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Belong - October Language

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Artist: Belong

Album: October Language

Label: Carpark

Review date: Feb. 13, 2006


If you've spent time tuned to a distant radio station, struggling to make music out of the scratch and hiss of static, then you know already what it's like to listen to Belong's October Language. Tense, expectant, on the verge of understanding, you submerge yourself in streams of long notes swathed in static, slow moving processions of sounds, each element disappearing just before you get a clear glimpse of it. The melancholic aura, the overtones, the fuzzy-edged mystery is reminiscent of William Basinski's Disintegration Loops, and like them, October Language is meant to evoke decay, but it could just as easily represent birth, with nearly endless possibilities unfolding from each shape-shifting note.

Belong is a duo, whose members Turk Dietrich and Michael Jones nominally play instruments like guitar and synthesizers, but really reserve their creative energy for distorting and transforming those sounds in the recording process. Like Growing, they treat the notes as raw materials, the wherewithal to launch symphonic storms of altered tones. (Growing will, in fact, set down their instruments for extended periods during shows, while the two of them manipulate the sound coming out of the amplifiers.) So, there is an inhuman quality to cuts like "Who Told You This Room Exists"; itís hard to decipher which instrument is emanating these ebbing clouds of vibrating sound or what was done to make them sound the way they do. Yet the cut is undeniably beautiful, oblique and evocative at the same time.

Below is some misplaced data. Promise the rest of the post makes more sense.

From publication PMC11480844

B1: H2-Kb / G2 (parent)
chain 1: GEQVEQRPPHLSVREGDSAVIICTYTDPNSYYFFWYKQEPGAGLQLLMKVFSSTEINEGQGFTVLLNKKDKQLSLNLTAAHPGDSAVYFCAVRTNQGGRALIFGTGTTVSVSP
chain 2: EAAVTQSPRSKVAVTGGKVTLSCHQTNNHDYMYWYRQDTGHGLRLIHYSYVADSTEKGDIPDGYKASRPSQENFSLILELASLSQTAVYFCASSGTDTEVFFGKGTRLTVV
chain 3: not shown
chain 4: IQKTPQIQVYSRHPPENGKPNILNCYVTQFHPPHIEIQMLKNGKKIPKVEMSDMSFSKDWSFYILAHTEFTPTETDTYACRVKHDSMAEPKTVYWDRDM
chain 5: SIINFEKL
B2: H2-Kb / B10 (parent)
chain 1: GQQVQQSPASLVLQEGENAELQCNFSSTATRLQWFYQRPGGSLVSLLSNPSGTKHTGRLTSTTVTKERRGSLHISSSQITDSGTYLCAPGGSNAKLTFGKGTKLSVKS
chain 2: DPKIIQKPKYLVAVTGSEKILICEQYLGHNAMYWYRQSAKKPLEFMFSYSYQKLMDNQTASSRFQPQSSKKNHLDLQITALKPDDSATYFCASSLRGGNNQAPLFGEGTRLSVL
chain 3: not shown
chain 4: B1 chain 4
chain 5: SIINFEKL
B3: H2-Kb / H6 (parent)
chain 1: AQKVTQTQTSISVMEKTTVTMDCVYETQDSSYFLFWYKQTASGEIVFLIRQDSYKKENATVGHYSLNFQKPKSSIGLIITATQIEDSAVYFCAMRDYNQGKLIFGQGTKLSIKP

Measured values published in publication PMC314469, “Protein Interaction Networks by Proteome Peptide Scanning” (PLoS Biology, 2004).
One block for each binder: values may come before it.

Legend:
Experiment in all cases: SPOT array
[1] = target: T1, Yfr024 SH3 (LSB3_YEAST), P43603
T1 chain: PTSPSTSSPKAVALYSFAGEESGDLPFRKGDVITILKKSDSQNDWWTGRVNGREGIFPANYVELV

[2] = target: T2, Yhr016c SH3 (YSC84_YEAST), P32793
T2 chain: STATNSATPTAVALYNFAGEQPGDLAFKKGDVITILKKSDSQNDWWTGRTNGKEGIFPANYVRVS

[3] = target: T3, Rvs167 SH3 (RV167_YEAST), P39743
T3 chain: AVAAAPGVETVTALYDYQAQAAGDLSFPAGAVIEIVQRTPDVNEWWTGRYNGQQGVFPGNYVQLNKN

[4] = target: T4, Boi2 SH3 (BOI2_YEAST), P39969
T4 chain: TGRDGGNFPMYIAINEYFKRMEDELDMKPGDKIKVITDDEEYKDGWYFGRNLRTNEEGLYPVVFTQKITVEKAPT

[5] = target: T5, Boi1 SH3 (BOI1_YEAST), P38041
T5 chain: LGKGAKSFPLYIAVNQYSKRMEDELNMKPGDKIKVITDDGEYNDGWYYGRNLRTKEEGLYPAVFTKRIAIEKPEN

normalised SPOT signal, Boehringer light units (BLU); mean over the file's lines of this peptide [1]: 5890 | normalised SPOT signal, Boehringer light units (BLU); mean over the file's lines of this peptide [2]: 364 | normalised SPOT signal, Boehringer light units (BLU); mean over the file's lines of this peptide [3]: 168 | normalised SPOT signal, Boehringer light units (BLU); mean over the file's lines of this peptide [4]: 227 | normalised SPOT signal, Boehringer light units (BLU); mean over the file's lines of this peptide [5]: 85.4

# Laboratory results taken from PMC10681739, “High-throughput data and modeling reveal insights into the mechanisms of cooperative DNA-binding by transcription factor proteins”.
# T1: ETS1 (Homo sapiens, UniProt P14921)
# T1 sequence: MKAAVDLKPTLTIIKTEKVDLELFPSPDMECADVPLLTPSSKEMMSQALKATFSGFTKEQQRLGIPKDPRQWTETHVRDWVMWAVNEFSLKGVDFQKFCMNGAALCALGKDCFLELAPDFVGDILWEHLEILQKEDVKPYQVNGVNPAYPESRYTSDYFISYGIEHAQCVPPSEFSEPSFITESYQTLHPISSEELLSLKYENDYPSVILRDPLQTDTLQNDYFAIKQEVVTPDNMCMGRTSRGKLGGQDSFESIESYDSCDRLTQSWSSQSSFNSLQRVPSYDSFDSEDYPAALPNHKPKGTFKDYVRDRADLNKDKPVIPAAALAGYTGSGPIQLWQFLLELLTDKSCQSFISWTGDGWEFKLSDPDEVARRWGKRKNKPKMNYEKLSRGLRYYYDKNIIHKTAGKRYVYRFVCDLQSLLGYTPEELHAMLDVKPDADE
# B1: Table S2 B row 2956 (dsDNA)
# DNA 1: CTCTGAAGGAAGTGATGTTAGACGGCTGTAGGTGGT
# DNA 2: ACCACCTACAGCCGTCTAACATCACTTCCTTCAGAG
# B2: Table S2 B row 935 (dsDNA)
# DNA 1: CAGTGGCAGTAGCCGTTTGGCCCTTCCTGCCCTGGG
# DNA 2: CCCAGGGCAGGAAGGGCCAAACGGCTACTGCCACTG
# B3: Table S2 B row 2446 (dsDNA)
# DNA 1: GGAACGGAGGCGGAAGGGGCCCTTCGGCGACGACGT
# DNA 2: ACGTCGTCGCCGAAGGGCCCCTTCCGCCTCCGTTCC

The title cut is perhaps the high point here, bright shards of melody slipping in and out of billowing hiss. You can hear a bit of steel guitar in the background here, played slowly and majestically against an oceanic hum. There, aided on this track by Joshua Eustis of Telefon Tel Aviv (Dietrich's partner in remixing NIN's "The Fragile"), Belong arches almost into the slow organic atmospherics of Friends of Dean Martinez. Yet this recognizable sound, too, disappears into the mysterious background, fading like a mirage that you're not sure you ever saw.

Much has been made of the fact that October Language was recorded in New Orleans almost exactly a year before the hurricane that engulfed that city. No doubt there's a sense of loss in these tracks, and no doubt it recalls the way that the ghosts of 9/11 permeated Basinski's Disintegration Loops. Still, it would be a mistake to tie its melancholy too closely to any specific historical event. These are lines that everyone can color in differently, depending on where they've been and what they've left behind along the way.

By Jennifer Kelly

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